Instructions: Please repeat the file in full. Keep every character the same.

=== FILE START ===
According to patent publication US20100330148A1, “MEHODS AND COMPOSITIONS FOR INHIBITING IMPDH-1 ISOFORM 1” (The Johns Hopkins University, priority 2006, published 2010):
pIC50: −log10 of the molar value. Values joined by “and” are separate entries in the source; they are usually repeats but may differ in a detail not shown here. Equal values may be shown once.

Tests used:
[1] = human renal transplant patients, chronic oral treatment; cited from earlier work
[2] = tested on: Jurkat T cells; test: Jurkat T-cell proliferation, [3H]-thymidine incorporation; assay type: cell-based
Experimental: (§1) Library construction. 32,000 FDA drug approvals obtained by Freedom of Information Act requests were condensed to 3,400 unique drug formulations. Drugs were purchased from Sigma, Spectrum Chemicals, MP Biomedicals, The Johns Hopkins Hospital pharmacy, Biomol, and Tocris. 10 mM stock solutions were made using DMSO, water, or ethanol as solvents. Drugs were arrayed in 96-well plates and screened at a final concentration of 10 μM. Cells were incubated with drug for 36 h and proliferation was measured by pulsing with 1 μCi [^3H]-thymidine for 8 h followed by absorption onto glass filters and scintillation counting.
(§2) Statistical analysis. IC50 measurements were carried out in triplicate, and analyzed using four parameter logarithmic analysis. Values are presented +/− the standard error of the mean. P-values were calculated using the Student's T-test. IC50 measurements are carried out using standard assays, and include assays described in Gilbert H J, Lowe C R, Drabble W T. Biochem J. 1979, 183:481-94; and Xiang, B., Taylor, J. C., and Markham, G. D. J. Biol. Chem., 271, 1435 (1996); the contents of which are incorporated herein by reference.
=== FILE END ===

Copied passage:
According to patent publication US20100330148A1, “MEHODS AND COMPOSITIONS FOR INHIBITING IMPDH-1 ISOFORM 1” (The Johns Hopkins University, priority 2006, published 2010):
pIC50: −log10 of the molar value. Values joined by “and” are separate entries in the source; they are usually repeats but may differ in a detail not shown here. Equal values may be shown once.

Tests used:
[1] = human renal transplant patients, chronic oral treatment; cited from earlier work
[2] = tested on: Jurkat T cells; test: Jurkat T-cell proliferation, [3H]-thymidine incorporation; assay type: cell-based
Experimental: (§1) Library construction. 32,000 FDA drug approvals obtained by Freedom of Information Act requests were condensed to 3,400 unique drug formulations. Drugs were purchased from Sigma, Spectrum Chemicals, MP Biomedicals, The Johns Hopkins Hospital pharmacy, Biomol, and Tocris. 10 mM stock solutions were made using DMSO, water, or ethanol as solvents. Drugs were arrayed in 96-well plates and screened at a final concentration of 10 μM. Cells were incubated with drug for 36 h and proliferation was measured by pulsing with 1 μCi [^3H]-thymidine for 8 h followed by absorption onto glass filters and scintillation counting.
(§2) Statistical analysis. IC50 measurements were carried out in triplicate, and analyzed using four parameter logarithmic analysis. Values are presented +/− the standard error of the mean. P-values were calculated using the Student's T-test. IC50 measurements are carried out using standard assays, and include assays described in Gilbert H J, Lowe C R, Drabble W T. Biochem J. 1979, 183:481-94; and Xiang, B., Taylor, J. C., and Markham, G. D. J. Biol. Chem., 271, 1435 (1996); the contents of which are incorporated herein by reference.